Unbelievably, as many as 70% to 80% of Americans fall short of meeting their minimum magnesium needs. How could this be? In a country with grocery stores containing aisles and produce departments jammed-packed with magnesium-rich foods, how in the world could anyone be low on magnesium?
There are many reasons for this magnesium deficiency epidemic. Let’s take a look at them:
- Prescription drugs. Many prescription drugs eat up magnesium, especially commonly prescribed proton-pump inhibitors (PPIs).
- Aging. As with so many health issues, aging makes a bad situation worse. As you age, your digestive system has a difficult time absorbing nutrients from food; and that includes magnesium.
- Processed foods. Processing foods have benefits such as giving foods longer shelf life and added convenience. But this comes with a huge downside. Processing food, beverages, and condiments remove many oils, bran, and other crucial nutrients. This occurs during the heating process, and an unfortunate side effect is the removal of magnesium -- at times, the total removal.
- Poor soil quality. The big agricultural companies (Big Agra) are concerned, first and foremost, with profit. This means not practicing crop rotation and altering food structures to pump out crops quicker and more massive than what mother nature intended. This has led to declines in the vitamins and minerals in our food, especially magnesium. Studies have demonstrated that crops that are planted grown and harvested traditionally have retained their vitamin and mineral levels. Sadly, this is often not the case with crops raised by modern farming methods. Also, remember that, unlike many other minerals, magnesium is not manufactured inside the plant. Therefore, the magnesium in our food is determined by the magnesium in the soil the plants are grown in. In the mad quest for profits, soil quality is not given the priority and attention it deserves. Consequently, the magnesium that we can get from our food drops.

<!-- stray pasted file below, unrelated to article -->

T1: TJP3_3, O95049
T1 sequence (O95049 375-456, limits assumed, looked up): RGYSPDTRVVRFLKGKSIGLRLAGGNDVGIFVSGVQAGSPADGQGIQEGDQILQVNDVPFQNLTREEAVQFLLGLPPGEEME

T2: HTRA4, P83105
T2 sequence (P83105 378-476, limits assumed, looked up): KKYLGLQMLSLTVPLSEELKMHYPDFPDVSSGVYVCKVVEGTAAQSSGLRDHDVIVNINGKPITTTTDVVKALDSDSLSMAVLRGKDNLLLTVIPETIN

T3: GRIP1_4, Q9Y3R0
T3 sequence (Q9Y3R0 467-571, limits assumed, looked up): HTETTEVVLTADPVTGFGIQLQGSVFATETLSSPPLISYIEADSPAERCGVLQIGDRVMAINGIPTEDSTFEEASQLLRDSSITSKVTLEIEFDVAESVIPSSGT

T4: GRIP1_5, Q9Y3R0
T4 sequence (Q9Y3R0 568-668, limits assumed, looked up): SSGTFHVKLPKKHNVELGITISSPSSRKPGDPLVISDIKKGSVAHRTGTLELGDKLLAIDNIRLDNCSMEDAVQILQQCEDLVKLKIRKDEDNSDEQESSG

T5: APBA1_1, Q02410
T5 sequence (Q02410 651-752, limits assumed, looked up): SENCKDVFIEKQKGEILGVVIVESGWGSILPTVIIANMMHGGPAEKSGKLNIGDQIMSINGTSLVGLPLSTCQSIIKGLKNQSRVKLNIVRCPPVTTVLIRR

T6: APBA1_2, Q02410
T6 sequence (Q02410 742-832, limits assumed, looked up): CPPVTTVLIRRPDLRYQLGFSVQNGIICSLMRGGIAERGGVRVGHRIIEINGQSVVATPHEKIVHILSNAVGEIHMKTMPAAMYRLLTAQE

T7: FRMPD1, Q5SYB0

- The Standard American Diet (SAD). Fast food, copious amounts of sugar, food additives, sodas, oils, cookies, cakes, pies, and fried foods all add up -- and take a terrible toll on our health in general, and our magnesium levels in particular.
- Pesticides. The extensive use of pesticides is strongly related to poor soil quality. Here’s why. Pesticides, like food processing, protect crops by decimating unwanted bugs, rodents, and weeds. But it can also eradicate the healthy elements in the soil, such as earthworms and beneficial bacteria. The result? Lower vitamin and mineral content in our food, including magnesium.